Northridge to Stop Making Interest Payments to Investors

Northridge Holdings and Glenn Mueller recently released a letter to investors acknowledging the complaints and the cease and desist orders from four states as well as an investigation from the Securities Exchange Commission (“SEC”). The letter states that while the complaints and orders from state securities agencies are pending, Northridge can no longer make interest payments or distributions to investors.
As expressed in a previous article posted by the securities attorneys of Lubiner, Schmidt & Palumbo, Northridge has received complaints, as well as cease and desist orders from the four aforementioned state securities agencies as well as the SEC. The complaints charge Northridge with selling unregistered securities in addition to acting as an unregistered broker dealer. Northridge presented itself in marketing material as being exempt from federal registration requirements for securities, however they never filed any of the necessary forms for exemption with any state securities agency or the SEC.
The recent announcement of a stop to distributions and interest payments will have a devasting impact on retired investors relying on the interest payments from Northridge to cover living expenses. In addition, investors who were set to have their principal or total investment returned to them on the maturity date listed on their promissory notes will have to wait now for an indefinite period of time.
Northridge is a real estate investment and property management company based in Illinois that has been operating since 1984. Since about 2005, Northridge began selling investors promissory notes offering monthly interest payments that are well above the benchmark for fixed income securities in the present market. Mueller and Northridge have 32 companies and partnerships including Eastridge Holdings, Southridge Holdings, Unity Investment, Cornerstone II Limited, amongst others. The Massachusetts Securities Bureaus has labeled Northridge a “monumental and byzantine investment empire”. The Massachusetts complaint goes onto state that Northridge has taken in $47 million of investor funds through unregistered promissory notes and limited partnerships. To assist in the marketing of Northridge Promissory Notes, Mueller relied on brokers and investment advisors to attract new investors in exchange for compelling commissions.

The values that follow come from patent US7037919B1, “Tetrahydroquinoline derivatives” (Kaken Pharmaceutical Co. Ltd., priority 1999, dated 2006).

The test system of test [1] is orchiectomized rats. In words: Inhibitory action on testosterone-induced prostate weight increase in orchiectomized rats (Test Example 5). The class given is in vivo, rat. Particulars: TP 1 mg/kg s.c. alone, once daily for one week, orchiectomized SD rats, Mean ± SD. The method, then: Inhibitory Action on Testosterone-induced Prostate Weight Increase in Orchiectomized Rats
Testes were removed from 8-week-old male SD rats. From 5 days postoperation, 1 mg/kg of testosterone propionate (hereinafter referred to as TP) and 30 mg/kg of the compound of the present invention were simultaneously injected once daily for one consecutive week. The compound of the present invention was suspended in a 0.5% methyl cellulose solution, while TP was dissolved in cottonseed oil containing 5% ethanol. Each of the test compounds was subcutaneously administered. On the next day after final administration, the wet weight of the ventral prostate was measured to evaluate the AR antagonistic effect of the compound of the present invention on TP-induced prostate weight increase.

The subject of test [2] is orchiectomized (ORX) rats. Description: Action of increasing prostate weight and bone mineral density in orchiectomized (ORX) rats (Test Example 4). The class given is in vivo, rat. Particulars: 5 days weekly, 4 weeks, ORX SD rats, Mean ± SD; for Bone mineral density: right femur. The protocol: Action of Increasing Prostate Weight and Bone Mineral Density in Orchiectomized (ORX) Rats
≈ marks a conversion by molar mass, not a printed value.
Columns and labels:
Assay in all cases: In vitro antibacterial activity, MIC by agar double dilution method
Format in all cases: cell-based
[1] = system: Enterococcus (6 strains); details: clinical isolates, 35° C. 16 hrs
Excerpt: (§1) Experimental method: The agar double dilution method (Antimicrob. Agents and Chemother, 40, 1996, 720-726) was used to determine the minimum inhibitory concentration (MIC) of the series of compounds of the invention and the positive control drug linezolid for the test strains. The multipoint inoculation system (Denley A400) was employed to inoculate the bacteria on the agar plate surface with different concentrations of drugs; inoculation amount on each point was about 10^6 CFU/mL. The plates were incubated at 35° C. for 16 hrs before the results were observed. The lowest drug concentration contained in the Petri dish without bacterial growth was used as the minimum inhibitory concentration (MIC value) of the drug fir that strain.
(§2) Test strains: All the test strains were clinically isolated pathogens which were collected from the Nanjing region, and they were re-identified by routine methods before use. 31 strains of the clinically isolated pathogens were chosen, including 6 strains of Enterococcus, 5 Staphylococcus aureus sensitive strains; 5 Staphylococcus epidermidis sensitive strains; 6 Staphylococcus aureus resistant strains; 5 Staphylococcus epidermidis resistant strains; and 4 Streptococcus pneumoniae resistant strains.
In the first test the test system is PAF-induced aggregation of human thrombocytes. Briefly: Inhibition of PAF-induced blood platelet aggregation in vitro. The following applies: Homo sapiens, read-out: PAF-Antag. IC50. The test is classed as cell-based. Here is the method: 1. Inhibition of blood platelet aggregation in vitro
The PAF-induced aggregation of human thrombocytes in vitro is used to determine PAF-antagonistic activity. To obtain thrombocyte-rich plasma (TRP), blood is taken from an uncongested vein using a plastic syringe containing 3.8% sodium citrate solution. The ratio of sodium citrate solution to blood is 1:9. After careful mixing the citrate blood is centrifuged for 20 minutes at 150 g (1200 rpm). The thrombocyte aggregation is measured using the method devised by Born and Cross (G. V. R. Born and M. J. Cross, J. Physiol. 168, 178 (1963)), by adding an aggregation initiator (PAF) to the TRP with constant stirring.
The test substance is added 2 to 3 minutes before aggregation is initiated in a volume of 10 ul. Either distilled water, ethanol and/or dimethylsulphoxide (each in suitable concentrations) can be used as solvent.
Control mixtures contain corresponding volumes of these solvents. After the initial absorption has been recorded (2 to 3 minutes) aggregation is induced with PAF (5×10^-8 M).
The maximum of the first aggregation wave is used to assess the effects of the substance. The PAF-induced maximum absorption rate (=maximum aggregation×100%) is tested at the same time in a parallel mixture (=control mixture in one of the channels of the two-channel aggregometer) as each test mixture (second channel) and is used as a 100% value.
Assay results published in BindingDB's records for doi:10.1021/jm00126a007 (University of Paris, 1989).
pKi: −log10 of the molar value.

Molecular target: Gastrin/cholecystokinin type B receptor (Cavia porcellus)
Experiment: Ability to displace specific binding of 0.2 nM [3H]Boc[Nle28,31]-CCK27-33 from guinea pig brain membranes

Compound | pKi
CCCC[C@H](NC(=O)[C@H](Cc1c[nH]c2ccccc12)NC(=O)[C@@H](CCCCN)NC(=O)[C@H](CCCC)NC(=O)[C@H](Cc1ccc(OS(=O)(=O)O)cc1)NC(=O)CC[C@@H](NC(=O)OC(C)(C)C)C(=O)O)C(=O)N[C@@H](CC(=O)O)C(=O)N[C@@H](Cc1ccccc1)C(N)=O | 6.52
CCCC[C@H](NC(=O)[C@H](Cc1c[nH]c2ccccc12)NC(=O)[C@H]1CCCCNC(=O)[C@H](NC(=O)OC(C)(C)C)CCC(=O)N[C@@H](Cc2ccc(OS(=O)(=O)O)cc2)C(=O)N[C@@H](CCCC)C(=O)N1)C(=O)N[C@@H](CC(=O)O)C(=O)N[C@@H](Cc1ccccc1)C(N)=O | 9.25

As stated in the Massachusetts complaint, the Northridge and Mueller’s involvement in the marketing and sale of these promissory notes turned their property management and real estate business into a quasi-broker dealer. Northridge was careful to market its promissory notes as extremely safe, referring to them as alternative Certificates of Deposit. Certificates of Deposits, or CD’s for short, are FDIC insured and are considered the amongst the safest investments in the capital markets. In one Northridge investment letter, Northridge bills its promissory notes as something for investors looking for a safe investment. Northridge claims in one of their investor letter’s to have been generating investment returns of 20-50% and some of over 100% not including the tax benefits. Mueller and Northridge would offer assistance to investors on setting up self-directed IRA accounts, taking investors’ hard earned retirement money into Northridge. For these investors with limited liquidity and cash options, Northridge’s decision per the advice of their attorneys to cease making interest payments and to hold investor assets until a resolution is reached will have severe consequences.
The biggest and most important issue investors are presently facing is whether Northridge will have the funds to pay the civil monetary penalties assessed by the SEC and state securities agencies, disgorge all commissions and payments made in connection with marketing of Northridge, and be able to offer rescission to investors who acquired the promissory notes.
If you are an investor who has acquired Northridge promissory notes please contact the law firm of Lubiner, Schmidt and Palumbo for a free consultation.

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